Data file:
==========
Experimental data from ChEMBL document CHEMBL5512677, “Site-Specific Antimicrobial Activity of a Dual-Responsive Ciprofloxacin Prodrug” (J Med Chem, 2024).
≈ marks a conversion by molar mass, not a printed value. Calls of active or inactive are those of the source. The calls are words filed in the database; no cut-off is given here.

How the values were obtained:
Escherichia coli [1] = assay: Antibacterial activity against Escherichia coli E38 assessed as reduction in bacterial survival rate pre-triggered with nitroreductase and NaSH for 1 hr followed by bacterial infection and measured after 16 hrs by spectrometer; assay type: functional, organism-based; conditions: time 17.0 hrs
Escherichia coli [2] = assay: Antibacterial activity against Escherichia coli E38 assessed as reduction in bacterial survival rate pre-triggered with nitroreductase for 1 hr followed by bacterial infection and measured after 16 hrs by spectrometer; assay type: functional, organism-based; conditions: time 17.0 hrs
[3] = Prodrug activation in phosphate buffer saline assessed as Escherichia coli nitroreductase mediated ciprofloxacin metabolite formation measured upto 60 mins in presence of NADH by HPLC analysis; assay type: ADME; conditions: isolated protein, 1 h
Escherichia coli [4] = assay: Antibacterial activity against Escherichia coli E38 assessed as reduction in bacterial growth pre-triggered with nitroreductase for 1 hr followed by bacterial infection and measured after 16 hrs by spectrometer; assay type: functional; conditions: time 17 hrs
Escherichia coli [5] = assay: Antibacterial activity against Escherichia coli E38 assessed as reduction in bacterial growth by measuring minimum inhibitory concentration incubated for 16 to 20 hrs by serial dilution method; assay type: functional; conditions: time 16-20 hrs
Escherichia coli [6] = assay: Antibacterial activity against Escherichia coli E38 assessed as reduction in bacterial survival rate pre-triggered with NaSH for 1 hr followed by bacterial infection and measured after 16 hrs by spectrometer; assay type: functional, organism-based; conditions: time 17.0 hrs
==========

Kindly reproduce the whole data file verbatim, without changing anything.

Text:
Experimental data from ChEMBL document CHEMBL5512677, “Site-Specific Antimicrobial Activity of a Dual-Responsive Ciprofloxacin Prodrug” (J Med Chem, 2024).
≈ marks a conversion by molar mass, not a printed value. Calls of active or inactive are those of the source. The calls are words filed in the database; no cut-off is given here.

How the values were obtained:
Escherichia coli [1] = assay: Antibacterial activity against Escherichia coli E38 assessed as reduction in bacterial survival rate pre-triggered with nitroreductase and NaSH for 1 hr followed by bacterial infection and measured after 16 hrs by spectrometer; assay type: functional, organism-based; conditions: time 17.0 hrs
Escherichia coli [2] = assay: Antibacterial activity against Escherichia coli E38 assessed as reduction in bacterial survival rate pre-triggered with nitroreductase for 1 hr followed by bacterial infection and measured after 16 hrs by spectrometer; assay type: functional, organism-based; conditions: time 17.0 hrs
[3] = Prodrug activation in phosphate buffer saline assessed as Escherichia coli nitroreductase mediated ciprofloxacin metabolite formation measured upto 60 mins in presence of NADH by HPLC analysis; assay type: ADME; conditions: isolated protein, 1 h
Escherichia coli [4] = assay: Antibacterial activity against Escherichia coli E38 assessed as reduction in bacterial growth pre-triggered with nitroreductase for 1 hr followed by bacterial infection and measured after 16 hrs by spectrometer; assay type: functional; conditions: time 17 hrs
Escherichia coli [5] = assay: Antibacterial activity against Escherichia coli E38 assessed as reduction in bacterial growth by measuring minimum inhibitory concentration incubated for 16 to 20 hrs by serial dilution method; assay type: functional; conditions: time 16-20 hrs
Escherichia coli [6] = assay: Antibacterial activity against Escherichia coli E38 assessed as reduction in bacterial survival rate pre-triggered with NaSH for 1 hr followed by bacterial infection and measured after 16 hrs by spectrometer; assay type: functional, organism-based; conditions: time 17.0 hrs